Anolaska is 14. She lives with her parents and seven brothers and sisters in the village of Kalisowe (meaning ‘lost place’) in Zambia, central southern Africa. Getting water used to be a big problem for Anolaska’s family and other families in the village. Changes in climate mean that drought is an increasingly frequent problem. During times of drought villagers in Anolaska’s village – including children whose job it is often to collect water – had to walk up to four hours away from the village to find water. Once they found it, they’d have to dig a hole to get at it and then carry it all the way back again. This meant they had limited supplies to drink or wash with, and it was hard for people to grow crops to feed themselves or to sell to make extra money. “We used to share dirty water with the animals. I used to have to collect the water from a faraway place. It took ages. Often we used to get to school late because of it,” says Anolaska. All that has changed now. CAFOD is supporting a ‘sustainable livelihoods’ programme run by the Diocese of Monze, which helps people find ways of achieving a sustainable way of life without having to rely on emergency aid during the harder times. In Anolaska’s village, the programme has provided villagers with a solar-powered water pump to extract the water from deep under the ground up a hill into a large water tank where it is stored. From the tank, the water is piped to the school and the rest of the village for drinking, washing and for growing plants. Because they don’t have to fetch the water, families now have more time to do other things, including cultivating their land. The water is even being used to make bricks for a new building for Anolaska’s school in the village. And at the school, Anolaska and her friends help cultivate the school garden, where they grow fruit and veg to eat and sell. School pupils are taught the best ways to cultivate the land and to try out new crops. Then they take these ideas home to their parents. “Before there was a lot of hunger but now it’s much better because we have things to grow,” says Anolaska.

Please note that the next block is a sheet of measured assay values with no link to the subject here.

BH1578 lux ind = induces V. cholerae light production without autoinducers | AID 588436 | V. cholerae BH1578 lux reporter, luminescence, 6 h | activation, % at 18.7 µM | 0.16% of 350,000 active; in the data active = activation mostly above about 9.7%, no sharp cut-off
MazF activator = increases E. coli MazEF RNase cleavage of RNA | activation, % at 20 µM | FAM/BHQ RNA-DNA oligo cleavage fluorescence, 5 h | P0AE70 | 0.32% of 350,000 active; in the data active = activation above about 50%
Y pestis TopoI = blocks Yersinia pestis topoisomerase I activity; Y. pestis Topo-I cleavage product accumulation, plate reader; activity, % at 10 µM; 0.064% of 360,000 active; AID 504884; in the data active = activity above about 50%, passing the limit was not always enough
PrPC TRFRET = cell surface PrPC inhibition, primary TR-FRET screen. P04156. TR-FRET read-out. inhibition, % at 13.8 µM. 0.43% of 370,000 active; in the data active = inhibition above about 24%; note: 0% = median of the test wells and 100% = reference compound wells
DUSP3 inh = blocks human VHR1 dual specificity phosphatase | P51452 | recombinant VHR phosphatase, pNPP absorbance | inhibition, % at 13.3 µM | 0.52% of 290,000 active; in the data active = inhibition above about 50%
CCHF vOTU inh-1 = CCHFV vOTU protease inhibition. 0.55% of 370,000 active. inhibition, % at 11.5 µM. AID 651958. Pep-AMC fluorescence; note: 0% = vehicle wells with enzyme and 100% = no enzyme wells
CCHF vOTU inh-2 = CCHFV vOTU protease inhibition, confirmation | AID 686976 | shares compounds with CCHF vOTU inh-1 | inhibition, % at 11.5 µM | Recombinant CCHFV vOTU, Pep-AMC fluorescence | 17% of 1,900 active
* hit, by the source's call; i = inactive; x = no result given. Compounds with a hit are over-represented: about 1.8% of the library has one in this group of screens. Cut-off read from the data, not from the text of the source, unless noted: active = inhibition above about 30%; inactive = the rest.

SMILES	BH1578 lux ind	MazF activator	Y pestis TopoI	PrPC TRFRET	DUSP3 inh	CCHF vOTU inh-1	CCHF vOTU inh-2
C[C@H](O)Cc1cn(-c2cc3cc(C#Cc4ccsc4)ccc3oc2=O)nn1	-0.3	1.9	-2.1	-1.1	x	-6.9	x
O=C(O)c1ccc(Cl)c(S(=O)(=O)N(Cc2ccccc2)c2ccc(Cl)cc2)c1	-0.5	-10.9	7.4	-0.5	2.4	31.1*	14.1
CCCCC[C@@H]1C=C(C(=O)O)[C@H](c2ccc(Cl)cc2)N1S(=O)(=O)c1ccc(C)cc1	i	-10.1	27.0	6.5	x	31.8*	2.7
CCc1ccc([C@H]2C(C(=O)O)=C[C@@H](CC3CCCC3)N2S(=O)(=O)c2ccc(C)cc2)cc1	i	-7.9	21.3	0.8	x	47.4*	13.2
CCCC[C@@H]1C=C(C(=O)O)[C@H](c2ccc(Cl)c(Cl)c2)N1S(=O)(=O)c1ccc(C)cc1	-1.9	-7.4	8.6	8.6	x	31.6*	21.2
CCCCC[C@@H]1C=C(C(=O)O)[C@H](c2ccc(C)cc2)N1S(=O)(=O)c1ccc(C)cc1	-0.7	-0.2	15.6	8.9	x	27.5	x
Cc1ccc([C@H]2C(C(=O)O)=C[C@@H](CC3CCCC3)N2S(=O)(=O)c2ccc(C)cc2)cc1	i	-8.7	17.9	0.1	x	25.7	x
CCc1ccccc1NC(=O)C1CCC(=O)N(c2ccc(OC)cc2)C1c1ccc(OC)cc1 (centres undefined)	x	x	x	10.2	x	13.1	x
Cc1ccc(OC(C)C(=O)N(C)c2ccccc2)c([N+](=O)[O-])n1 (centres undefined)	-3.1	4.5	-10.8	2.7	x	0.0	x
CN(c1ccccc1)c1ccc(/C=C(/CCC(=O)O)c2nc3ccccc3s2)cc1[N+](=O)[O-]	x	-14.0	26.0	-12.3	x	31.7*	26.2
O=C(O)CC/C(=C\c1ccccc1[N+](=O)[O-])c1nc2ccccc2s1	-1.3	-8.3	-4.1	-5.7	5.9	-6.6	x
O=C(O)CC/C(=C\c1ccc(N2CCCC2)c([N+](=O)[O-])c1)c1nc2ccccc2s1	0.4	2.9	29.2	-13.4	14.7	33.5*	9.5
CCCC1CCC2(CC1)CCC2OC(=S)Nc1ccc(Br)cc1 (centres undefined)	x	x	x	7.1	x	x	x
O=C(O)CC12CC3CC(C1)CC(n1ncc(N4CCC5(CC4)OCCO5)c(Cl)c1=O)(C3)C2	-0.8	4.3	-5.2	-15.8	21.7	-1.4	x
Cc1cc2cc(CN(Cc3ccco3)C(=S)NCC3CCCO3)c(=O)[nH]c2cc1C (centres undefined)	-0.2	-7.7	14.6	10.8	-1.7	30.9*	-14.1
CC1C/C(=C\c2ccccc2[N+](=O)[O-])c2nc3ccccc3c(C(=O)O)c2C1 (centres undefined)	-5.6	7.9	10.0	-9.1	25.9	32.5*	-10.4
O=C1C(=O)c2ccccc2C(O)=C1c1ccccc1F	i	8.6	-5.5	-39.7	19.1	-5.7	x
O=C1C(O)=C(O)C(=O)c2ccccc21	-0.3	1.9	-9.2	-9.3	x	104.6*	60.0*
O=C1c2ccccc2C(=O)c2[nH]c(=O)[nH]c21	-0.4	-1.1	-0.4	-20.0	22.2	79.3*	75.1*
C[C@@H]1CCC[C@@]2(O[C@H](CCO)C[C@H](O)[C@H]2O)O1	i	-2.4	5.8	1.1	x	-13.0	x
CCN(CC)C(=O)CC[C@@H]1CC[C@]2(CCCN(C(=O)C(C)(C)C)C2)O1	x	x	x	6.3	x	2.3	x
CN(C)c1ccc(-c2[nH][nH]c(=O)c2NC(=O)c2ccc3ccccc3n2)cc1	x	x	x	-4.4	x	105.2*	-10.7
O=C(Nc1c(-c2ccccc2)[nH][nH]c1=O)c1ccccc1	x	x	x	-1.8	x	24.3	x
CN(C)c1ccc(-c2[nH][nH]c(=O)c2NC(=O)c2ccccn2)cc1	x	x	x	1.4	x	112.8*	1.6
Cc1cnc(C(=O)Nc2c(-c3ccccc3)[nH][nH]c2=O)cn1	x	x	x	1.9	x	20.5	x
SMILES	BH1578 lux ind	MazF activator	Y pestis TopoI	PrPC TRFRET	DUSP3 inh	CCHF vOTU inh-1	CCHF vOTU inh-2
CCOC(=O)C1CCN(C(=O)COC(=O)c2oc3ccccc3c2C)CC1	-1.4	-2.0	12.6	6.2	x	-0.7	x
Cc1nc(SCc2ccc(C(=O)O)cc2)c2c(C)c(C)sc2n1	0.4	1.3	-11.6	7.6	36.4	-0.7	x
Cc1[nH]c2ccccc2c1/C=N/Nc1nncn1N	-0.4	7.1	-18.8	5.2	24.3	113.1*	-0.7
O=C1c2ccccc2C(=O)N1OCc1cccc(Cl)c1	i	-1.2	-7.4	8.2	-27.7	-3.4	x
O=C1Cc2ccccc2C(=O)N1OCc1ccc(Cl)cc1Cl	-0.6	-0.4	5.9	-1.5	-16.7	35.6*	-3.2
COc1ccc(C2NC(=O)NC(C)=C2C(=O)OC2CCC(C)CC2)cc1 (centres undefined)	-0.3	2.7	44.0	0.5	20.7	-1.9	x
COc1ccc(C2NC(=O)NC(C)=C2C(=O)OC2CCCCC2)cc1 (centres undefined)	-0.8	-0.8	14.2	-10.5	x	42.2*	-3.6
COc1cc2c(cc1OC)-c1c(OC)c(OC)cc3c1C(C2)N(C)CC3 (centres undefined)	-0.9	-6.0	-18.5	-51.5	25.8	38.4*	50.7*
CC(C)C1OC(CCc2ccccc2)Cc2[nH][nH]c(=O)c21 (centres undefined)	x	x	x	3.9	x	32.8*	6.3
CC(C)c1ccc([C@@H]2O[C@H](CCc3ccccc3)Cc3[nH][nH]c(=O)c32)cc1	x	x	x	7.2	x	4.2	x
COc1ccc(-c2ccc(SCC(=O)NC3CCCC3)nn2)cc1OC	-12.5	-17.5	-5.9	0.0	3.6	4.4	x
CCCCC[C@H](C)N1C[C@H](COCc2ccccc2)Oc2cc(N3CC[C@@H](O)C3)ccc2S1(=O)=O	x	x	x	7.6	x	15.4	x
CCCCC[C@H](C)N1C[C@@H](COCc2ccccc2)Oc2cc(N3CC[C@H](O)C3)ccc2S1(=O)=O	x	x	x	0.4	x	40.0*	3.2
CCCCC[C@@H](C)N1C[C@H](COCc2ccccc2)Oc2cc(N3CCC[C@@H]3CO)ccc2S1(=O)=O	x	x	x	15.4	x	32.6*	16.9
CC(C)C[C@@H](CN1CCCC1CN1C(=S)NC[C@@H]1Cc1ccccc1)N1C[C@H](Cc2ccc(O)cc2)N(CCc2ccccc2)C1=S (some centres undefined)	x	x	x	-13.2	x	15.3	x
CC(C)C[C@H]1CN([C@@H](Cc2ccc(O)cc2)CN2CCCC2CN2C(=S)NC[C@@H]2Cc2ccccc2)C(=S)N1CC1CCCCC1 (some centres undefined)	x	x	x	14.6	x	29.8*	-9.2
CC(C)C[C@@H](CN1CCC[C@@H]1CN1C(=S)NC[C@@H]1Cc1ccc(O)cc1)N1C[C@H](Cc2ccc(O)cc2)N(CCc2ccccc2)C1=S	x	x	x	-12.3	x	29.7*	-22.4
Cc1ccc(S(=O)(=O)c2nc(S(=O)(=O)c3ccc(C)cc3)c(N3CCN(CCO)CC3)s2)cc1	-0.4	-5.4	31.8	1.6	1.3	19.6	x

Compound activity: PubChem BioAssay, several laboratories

Student’s notes
Registered charity no. 285776

Honduras: farming for the future